Massage For Knee Arthritis
Arthritis of the knee affects some 30 million Americans, causing pain and stiffness that can be disabling. A new study from Duke University found that the pain can be reduced, and mobility improved through receiving whole body massage. In conjunction with study teams at four other institutions, the researchers at Duke recruited 200 patients with knee arthritis and randomly divided them into three groups. Those in the first group received a one-hour Swedish massage once a week for eight weeks. Participants in the second group were given a light-touch control treatment, and those in the third group received no additional care. After eight weeks, the first two groups either continued with massage or light-touch every other week. The remaining group received no treatment for the year-long duration of the study. Every two months during the year the patients responded to questionnaires, which asked them to describe their pain and stiffness, and rate their ability to climb stairs, stand up from sitting or lying down, bend, walk, and get in and out of a car, as well as other day to day activities. At the end of the year, the patients who received twice monthly massages for the duration had maintained the improvements seen at eight weeks, including less pain and improved mobility. Study leader Adam Perlman, M.D. wrote that at a time when people are looking for non-medication approaches to pain, the Duke study shows that massage has a potential role, particularly for people with osteoarthritis.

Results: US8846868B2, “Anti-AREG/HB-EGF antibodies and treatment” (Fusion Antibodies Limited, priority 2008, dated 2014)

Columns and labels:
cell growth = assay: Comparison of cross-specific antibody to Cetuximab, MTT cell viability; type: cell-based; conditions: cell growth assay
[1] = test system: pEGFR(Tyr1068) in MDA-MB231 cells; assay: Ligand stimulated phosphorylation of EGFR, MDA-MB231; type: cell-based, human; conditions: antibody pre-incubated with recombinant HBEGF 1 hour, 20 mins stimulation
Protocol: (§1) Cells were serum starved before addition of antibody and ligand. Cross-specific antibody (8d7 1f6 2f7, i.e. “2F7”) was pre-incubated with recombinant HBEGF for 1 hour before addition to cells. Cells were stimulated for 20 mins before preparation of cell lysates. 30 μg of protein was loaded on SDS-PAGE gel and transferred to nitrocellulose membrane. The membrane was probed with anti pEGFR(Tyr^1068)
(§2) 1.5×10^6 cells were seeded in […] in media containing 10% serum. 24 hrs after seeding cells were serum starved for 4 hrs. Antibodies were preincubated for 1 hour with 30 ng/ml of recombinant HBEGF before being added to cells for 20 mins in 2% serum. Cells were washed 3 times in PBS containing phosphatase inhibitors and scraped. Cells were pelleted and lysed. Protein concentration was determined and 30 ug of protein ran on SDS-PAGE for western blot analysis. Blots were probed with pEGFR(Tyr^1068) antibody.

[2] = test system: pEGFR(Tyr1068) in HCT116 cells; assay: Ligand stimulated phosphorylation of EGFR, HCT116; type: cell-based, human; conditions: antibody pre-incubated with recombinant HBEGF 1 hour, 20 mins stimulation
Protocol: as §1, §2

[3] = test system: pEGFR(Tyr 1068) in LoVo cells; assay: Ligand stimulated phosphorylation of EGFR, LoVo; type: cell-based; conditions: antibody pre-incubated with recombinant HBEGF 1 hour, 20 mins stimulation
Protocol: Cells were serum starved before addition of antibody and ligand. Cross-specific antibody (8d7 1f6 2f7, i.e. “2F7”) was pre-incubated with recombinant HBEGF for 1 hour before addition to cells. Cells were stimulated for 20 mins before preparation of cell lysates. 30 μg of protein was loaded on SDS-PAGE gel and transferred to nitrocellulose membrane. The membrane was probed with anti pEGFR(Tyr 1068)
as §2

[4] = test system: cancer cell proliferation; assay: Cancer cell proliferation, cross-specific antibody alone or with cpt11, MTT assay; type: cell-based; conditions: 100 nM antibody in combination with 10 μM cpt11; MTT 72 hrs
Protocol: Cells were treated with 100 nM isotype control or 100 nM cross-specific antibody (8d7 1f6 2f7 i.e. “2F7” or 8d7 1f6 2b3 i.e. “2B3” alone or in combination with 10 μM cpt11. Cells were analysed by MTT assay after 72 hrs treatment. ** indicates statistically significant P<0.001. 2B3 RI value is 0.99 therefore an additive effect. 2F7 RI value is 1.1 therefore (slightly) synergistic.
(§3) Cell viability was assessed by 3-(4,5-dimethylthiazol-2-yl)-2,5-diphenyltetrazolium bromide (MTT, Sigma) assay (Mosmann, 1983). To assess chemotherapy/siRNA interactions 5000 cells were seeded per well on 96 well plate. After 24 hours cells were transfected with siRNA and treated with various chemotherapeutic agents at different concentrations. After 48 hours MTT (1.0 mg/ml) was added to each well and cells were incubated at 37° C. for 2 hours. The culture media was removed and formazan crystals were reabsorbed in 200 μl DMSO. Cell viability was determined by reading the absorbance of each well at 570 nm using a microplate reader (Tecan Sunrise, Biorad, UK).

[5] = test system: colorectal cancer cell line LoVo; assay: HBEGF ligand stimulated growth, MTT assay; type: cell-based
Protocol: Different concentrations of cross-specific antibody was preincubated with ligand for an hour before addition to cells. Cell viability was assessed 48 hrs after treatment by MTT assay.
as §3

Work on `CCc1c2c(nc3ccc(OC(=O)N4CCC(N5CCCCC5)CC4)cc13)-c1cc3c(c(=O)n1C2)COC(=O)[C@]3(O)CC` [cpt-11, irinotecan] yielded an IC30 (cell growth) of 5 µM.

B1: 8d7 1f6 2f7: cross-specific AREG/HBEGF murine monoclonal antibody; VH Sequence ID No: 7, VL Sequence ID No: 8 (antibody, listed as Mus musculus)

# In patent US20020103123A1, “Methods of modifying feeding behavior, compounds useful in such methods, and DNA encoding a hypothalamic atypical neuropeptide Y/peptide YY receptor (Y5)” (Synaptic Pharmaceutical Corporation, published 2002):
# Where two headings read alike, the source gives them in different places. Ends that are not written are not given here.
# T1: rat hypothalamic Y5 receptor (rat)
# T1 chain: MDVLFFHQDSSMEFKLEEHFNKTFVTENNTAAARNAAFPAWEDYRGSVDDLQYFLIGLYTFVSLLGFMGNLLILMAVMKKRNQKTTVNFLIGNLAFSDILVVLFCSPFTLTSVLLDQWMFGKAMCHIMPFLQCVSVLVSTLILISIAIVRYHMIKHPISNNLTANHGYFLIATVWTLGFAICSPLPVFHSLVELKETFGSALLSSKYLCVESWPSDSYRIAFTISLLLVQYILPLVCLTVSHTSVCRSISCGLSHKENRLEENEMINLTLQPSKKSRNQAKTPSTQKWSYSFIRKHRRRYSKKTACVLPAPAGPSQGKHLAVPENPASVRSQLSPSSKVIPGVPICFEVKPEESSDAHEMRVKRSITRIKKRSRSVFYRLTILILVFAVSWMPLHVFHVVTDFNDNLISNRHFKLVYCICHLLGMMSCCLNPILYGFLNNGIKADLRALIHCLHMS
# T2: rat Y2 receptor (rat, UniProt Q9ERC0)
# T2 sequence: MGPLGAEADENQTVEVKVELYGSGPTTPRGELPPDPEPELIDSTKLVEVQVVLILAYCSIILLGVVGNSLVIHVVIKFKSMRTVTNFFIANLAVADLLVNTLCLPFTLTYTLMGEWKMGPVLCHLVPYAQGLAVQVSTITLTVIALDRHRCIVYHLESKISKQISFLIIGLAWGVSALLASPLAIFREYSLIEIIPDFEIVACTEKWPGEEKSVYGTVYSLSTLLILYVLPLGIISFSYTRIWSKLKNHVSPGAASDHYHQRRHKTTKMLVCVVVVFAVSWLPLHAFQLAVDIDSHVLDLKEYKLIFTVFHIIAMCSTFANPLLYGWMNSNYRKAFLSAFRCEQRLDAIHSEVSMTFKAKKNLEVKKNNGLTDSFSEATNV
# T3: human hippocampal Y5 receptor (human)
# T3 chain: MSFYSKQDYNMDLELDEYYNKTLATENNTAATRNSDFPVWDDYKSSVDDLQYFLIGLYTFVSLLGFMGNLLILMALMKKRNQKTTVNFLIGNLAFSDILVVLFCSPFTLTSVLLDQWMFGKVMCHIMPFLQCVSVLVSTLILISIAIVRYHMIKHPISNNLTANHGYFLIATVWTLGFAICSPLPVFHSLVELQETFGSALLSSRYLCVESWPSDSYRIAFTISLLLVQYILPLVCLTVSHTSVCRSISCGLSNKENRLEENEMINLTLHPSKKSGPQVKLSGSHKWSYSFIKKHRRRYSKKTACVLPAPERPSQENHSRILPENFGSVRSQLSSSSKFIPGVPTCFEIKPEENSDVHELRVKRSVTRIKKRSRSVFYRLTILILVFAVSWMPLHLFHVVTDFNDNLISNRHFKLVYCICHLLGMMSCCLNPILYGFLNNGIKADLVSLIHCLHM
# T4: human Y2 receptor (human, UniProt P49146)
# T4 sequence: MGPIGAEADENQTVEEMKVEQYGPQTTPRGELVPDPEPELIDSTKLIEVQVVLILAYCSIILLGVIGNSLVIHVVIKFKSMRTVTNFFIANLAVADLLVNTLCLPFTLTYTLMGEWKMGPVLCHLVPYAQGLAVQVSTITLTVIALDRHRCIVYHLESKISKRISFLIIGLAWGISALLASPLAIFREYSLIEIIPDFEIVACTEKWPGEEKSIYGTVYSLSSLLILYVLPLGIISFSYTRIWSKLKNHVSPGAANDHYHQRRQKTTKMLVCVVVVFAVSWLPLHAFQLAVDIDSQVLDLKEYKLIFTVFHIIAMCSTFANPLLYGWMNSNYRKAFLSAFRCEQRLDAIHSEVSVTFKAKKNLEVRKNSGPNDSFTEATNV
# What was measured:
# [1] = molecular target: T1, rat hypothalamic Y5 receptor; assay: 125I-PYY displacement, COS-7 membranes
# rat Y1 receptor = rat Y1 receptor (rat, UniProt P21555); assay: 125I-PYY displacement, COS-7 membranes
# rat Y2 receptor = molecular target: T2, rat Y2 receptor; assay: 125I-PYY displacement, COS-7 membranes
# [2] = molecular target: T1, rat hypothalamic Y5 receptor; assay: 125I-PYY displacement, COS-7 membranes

Adam Perlman et al, “Efficacy and Safety of Massage for Osteoarthritis of the Knee: a Randomized Clinical Trial,” Journal of General Internal Medicine, December 12, 2018,
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